Conversion Issues And Legal Rights

SHAMALA, Subashini, Nyonya Tahir, Lina Joy, Moorthy, Revathi. These are names recognisable to Malaysians.

The issues which emerge upon the conversion of a family member are multi-fold and have great implications on our most fundamental human rights. They are the subject of reform proposals today. We cannot afford to be left out of this debate. Some of these issues are discussed below.

As a starting point, it is clear that we all have the right to choose our own religion. Freedom of religion is recognised in international human rights conventions and the Federal Constitution. It is the personal choice of a person and founded on a person’s faith and conviction.

The question being debated now in Malaysia, however, is should such right be unfettered? Is placing a requirement either on the convert or the authorities to inform family members of a person’s conversion to Islam a fetter on such right? Is the inability of a Muslim to convert to another religion a fetter on such right? Is compelling such a person to undergo rehabilitation for months a fetter on such right?

Following from that, how does one balance this personal right to freedom of religion with the rights of the (non-converting) family members, particularly in light of “secret” conversions, attempts at renunciation of the responsibility to pay maintenance to dependants, inability of the non-converting family members (including aged parents and children) to inherit from a Muslim convert’s estate, and proposals to limit a non-converting former wife’s right to maintenance to only three months (no matter how long the marriage).

The object of law is to provide justice. And the object of justice is not to protect only the strong and the powerful but also the weak and the marginalised. In fact, the measure of society is its ability to do right by and for the weak and the marginalised.

Even if some consider it fair to apply Islamic law principles on a non-Muslim spouse (which is arguable), extracting bits and pieces of Muslim laws and applying them in a piecemeal fashion to situations cannot resolve the social and moral issues surrounding conversions.

For example, although a divorced Muslim spouse is entitled to only three months maintenance, under Muslim laws she is also entitled to muta’ah (compensation) which is calculated on the length of the marriage and her contributions to the family. Muta’ah can be ordered to be paid in instalments, thus fulfi lling the function of maintenance. Applying the Muslim provision on maintenance (three months) without the accompanying muta’ah provision results in unfairness and injustice.

A spouse who contracts under civil laws cannot be expected to know the Muslim administration of laws. Neither can he or she be expected to subject himself or herself to unfamiliar concepts administered in the name of a religion he or she does not subscribe to.

Aged parents who spend a lifetime bringing up their children would surely object to the denial of inheritance rights to their deceased child’s estate or being told that they can only inherit one third of such estate (if at all), with two thirds (or all in the absence of a will) going to the Baitulmal or the religious authorities.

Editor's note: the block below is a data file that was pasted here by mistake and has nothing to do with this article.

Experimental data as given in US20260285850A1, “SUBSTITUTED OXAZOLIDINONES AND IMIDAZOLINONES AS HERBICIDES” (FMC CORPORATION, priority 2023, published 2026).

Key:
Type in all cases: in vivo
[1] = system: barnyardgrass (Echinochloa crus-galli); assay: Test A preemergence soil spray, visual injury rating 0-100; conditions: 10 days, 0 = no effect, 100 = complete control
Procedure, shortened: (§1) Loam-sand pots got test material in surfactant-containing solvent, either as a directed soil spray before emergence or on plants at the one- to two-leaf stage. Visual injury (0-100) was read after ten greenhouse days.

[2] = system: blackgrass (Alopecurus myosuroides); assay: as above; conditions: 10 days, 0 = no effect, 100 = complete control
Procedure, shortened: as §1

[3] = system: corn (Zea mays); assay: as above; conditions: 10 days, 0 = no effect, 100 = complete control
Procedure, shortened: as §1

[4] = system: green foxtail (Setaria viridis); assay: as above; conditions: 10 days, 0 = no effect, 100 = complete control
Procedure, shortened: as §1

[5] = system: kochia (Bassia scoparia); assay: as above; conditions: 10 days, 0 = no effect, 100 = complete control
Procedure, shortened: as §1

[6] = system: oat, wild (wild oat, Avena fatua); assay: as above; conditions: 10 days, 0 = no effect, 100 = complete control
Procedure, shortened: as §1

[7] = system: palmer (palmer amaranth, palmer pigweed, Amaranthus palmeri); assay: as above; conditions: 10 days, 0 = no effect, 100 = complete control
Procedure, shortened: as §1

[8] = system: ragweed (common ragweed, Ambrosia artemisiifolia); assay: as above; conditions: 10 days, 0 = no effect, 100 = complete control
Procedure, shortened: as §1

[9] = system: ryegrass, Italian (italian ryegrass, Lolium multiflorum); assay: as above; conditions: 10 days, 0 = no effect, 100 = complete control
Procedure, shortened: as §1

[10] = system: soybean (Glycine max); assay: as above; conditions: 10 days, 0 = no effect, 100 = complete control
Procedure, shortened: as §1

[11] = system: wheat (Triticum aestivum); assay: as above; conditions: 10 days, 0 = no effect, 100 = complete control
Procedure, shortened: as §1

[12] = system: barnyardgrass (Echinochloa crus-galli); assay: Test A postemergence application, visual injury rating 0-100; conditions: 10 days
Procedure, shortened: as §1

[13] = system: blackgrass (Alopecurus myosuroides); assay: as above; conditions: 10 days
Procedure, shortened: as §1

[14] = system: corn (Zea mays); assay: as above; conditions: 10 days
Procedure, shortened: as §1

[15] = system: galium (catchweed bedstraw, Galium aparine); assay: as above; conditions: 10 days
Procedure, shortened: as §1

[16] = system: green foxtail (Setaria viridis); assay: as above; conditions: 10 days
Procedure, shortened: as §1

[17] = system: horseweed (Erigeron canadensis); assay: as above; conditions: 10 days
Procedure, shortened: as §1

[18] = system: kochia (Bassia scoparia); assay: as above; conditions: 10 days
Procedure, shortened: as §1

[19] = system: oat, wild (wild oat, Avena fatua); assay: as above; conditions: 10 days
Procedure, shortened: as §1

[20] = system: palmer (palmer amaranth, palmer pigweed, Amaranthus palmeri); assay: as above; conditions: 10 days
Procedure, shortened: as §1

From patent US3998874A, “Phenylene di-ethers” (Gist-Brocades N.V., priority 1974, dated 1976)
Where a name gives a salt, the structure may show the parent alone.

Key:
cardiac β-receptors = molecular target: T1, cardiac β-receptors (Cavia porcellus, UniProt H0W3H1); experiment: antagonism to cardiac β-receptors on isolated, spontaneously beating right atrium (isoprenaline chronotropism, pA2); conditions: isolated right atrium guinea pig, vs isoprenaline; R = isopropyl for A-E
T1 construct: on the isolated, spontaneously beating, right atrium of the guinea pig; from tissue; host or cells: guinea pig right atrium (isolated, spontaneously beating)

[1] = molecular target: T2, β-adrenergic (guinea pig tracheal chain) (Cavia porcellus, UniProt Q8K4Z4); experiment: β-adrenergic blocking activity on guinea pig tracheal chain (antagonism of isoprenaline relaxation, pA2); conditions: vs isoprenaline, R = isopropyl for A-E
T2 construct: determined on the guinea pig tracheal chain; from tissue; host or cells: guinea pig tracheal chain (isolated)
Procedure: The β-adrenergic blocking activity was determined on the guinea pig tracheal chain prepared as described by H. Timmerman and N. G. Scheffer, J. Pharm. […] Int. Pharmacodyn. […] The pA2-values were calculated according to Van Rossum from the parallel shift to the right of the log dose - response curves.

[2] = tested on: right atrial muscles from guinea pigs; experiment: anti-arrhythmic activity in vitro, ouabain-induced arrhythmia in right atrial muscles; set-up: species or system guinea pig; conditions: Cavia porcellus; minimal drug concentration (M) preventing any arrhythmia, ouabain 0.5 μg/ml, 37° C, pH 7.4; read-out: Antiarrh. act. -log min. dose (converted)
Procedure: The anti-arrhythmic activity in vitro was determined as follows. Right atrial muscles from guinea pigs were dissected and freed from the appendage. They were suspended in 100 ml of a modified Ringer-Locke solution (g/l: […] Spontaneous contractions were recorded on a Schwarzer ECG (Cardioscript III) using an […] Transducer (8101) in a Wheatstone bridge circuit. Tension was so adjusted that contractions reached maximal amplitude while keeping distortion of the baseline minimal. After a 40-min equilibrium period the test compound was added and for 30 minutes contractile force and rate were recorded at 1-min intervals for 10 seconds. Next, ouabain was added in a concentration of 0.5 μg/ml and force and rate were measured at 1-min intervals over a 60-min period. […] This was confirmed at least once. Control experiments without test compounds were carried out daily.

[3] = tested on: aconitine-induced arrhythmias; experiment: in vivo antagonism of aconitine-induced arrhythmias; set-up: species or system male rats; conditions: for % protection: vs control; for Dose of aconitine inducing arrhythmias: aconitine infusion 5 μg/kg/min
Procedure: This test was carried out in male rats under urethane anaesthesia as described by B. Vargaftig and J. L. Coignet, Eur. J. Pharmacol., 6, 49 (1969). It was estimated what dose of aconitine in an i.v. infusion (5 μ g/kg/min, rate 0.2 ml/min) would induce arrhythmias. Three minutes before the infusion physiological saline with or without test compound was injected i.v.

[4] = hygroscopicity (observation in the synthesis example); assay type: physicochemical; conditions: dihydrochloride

Aged spouses should not fear their life investments disappearing or be expected to appeal to religious authorities to waive the latter’s entitlement to the convert’s estate so that the widow/widower can inherit the property which the convert and his/her partner acquired and invested during their lives.

In Malaysia, where religion is not merely a personal choice, but is essentially also a legal choice, we must differentiate between an individual’s right to freedom of religion and its legal implications on others.

‘Conversion shouldn’t be kept secret’

It is one thing to say that a Muslim must abide by procedures under Muslim laws to convert out of Islam. However, such statements ring empty when in most cases there is no such procedure, and in some cases attempts to convert out are subject to criminal punishment or results in a grown woman being placed in the custody of her father.

The right to marry and form a family is a basic human right. Yet because the change of status is so important and affects many facets of our lives, we impose duties for couples to announce their marriage to the community. Likewise a change of status following conversion cannot and should not be shrouded in secrecy and mystery.

Muslim laws allow for the absorption and incorporation of local customs and laws in the interest of justice. Muslim laws are not carved in stone and inflexible. If justice requires it, there is avenue to innovate and reform the laws. For example, in Malaysia, a spouse is entitled to harta sepencarian (jointly acquired property). In other Muslim countries, a spouse is not given any right to claim for harta sepencarian, yet this Malay custom has been incorporated into the Malaysian enactments.

The government’s announcement of attempts to tackle these issues is welcome. While mediation is to be encouraged, resolving these issues also requires clear legal rules and certainty. They cannot be made subject to the discretion of authorities or mediating bodies.

Resolving issues surrounding conversion requires resolute courage and empathy for all parties involved. At no time must we lose sight of the basic principles of fundamental liberty, fairness and justice. It is once again time we hunker down to look for real solutions.

Contributed by Zarizana binti Abdul Aziz. Zarizana Abd Aziz is a member of the Human Rights Committee, Bar Council Malaysia. For more information, visit Complaints of rights violations may be forwarded to for the consideration of the committee.

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